Now let’s take a look at the downside of chatbots for financial institutions. If not implemented properly, chatbots could put network security at risk.
Chatbots: The Risks
As chatbot sophistication increases, so do the efforts of bad actors to infiltrate chatbots. Overcoming authentication challenges, mitigating any operational and reputational liabilities, and keeping on top of integrations between solutions, and keeping records and logs for legal and ethical needs will all need to be addressed as more chatbots get introduced into the industry. However, there are three primary areas to consider when implementing chatbots:
- Data storage: Chatbot data must meet financial data security standards. Financial firms should consider what data a chatbot has access to, what the data is being used for, and where this data is being stored. With the strict regulatory standards in place regarding customer data privacy and data storage, your chatbot should be designed from the ground up with these regulations in mind.
- End-user vulnerabilities: Social engineering is an increasingly common method for cybercriminals to access private information. If bad actors gain access to a chatbot, a customer or employee could unknowingly reveal sensitive information. End-users could also simply leave their devices unlocked or open, leaving them vulnerable to theft. Financial firms should (similar to annual Security Awareness Training) around cybersecurity best practices when implementing chatbots to help mitigate these risks.
- Third-party applications: Integrating chatbots into third-party applications is appealing to consumers, but it also leaves open areas for vulnerability. Your chatbot is only as secure as the third-party application. End-to-end encryption and multi-factor authentication help minimize these risks.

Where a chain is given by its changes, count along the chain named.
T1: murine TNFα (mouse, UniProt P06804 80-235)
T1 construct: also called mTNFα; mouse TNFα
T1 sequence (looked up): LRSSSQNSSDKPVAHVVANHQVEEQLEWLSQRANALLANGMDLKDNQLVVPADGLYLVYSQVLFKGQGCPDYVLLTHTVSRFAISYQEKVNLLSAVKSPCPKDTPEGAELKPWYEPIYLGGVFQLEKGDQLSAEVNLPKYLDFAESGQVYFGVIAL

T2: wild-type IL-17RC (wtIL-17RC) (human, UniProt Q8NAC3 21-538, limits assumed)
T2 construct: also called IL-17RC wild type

As with any newer technology, security is a concern, especially for financial institutions since the industry remains a major target for cybercriminals. Yet forward-thinking firms discover ways to integrate new technology while protecting core assets. Here’s how:
3 Considerations for Implementing Chatbots in Financial Firms
In spite of the possible security challenges, many financial firms considering chatbots the rewards outweigh the risks. To integrate chatbots with security in mind, here are three key considerations:
- Identify your business requirements—What areas of your firm would most benefit from a chatbot? Do you want to begin with an internal chatbot, prospective client-facing, or a ? Prioritizing will help you choose an appropriate chatbot developer and deployment strategy.
- Create a chatbot deployment strategy—When it comes to chatbot development, if your internal team isn’t developing your chatbot, look for a vendor who has experience working with financial firms and the strict financial data security standards that your chatbot will be required to meet. Develop a deployment schedule and plan for gradually rolling out and training your chatbot.
- Consider an informed partner—Developing, deploying, training, and maintaining a chatbot will take time and resources. A knowledgeable partner can assist your firm in finding an appropriate vendor and developing a roll-out strategy.
At DataComm we’re experienced with the challenges and issues facing financial firms. We provide managed services, security consultations, unified communications solutions, and more to help you take advantage of the latest and most effective technology. Contact us today to learn more about how we can help your firm.